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Increasing global costs of invasive insects – by Corey Bradshaw – 19.11.2015

Increasing global costs of invasive insects – by Corey Bradshaw – 19.11.2015

Future human population growth, economic expansion and possibly climate change will increase the prevalence and distribution of invasive insects, and there will therefore be massive and increasing costs to agriculture, forestry, human health, real estate, and ecosystems. At the University of Adelaide’s Environment Institute, we compiled a comprehensive database of estimated economic (agriculture, control, real estate, forestry; €), human health (disease; disabilityadjusted life years) and ecological (ecosystem services) costs of the worst 100 invasive insects globally. Our aim is to estimate a ‘global’ minimum cost of burgeoning invasions resulting from human economic activity, rising population sizes and climate warming, and determine the minimum savings accumulated to mid-century if society invests heavily in control and prevention now as opposed to paying for accrued damages.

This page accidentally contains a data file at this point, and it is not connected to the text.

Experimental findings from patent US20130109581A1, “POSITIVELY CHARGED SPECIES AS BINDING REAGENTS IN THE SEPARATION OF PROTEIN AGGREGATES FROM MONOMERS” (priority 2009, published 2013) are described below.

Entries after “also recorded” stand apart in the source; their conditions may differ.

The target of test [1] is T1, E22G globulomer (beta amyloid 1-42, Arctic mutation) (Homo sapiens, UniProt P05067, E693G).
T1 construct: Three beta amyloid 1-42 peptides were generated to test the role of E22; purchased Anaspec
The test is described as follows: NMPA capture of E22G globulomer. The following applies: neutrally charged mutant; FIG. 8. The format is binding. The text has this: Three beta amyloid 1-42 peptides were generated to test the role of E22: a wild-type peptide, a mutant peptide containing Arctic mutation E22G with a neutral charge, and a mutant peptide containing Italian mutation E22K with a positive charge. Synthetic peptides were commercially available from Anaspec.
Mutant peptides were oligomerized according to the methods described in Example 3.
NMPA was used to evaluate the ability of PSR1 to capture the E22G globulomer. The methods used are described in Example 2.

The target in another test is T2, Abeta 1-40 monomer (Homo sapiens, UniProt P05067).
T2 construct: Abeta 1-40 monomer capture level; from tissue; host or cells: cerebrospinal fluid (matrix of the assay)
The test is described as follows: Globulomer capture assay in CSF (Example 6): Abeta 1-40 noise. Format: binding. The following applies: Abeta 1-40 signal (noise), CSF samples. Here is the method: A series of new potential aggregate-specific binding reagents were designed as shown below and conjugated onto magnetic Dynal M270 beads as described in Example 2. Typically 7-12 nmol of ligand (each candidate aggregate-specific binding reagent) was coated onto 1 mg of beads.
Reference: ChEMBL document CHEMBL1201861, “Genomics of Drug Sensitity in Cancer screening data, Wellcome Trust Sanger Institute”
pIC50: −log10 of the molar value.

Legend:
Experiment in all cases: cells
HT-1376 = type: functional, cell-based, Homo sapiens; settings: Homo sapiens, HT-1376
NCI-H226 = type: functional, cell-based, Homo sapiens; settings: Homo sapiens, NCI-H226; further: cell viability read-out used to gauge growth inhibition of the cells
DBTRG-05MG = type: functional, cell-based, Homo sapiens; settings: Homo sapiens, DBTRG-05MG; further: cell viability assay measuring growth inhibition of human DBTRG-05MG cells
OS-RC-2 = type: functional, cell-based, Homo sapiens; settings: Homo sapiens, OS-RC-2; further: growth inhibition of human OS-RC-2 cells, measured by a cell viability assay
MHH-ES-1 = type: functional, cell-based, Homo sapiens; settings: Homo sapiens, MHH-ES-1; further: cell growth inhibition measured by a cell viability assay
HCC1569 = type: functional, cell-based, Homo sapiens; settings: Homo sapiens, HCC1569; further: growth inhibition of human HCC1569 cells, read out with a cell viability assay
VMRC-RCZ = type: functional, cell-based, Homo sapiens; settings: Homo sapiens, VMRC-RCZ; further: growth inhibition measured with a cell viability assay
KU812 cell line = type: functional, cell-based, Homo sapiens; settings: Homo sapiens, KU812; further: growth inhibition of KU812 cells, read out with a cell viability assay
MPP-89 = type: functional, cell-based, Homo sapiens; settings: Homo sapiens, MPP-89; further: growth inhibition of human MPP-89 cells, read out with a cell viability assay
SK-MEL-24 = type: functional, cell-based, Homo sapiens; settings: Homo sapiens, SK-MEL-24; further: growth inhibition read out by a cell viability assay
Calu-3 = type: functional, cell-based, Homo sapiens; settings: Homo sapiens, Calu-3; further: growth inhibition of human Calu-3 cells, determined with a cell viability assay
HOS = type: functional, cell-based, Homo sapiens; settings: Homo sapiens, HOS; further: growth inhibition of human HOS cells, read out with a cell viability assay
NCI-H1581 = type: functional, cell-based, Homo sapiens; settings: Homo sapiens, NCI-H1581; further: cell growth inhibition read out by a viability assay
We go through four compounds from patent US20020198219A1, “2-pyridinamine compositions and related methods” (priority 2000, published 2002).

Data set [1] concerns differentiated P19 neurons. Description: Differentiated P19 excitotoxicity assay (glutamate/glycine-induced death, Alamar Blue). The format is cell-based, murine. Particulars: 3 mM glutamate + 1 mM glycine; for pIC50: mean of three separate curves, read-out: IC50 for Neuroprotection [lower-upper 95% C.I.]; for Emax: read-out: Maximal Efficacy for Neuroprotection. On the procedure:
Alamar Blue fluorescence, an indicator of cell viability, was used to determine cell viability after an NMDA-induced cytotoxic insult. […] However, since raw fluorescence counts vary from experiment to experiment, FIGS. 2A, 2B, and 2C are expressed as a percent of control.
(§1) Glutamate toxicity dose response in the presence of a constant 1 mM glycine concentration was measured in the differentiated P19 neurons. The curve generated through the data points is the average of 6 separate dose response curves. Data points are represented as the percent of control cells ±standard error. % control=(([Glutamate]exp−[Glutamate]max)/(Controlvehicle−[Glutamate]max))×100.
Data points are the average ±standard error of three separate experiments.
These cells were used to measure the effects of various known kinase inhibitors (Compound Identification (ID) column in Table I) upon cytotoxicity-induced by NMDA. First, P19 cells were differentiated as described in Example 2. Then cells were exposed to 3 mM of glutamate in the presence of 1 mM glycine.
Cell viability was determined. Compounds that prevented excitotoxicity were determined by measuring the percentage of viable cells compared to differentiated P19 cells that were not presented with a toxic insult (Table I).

Corey Bradshaw holds the Sir Hubert Wilkins Chair of Climate Change at the University of Adelaide’s Environment Institute. He has a broad range of research interests including population dynamics, extinction theory, palaeo-ecology, sustainability, invasion biology, community ecology, and climate change impacts & mitigation. He has published over 240 peer-reviewed scientific articles, 9 book chapters and two books. He is regularly featured in Australian and international media for his research. His blog, ConservationBytes.com, has been visited over 1.4 million times from biodiversity-interested people all over the world.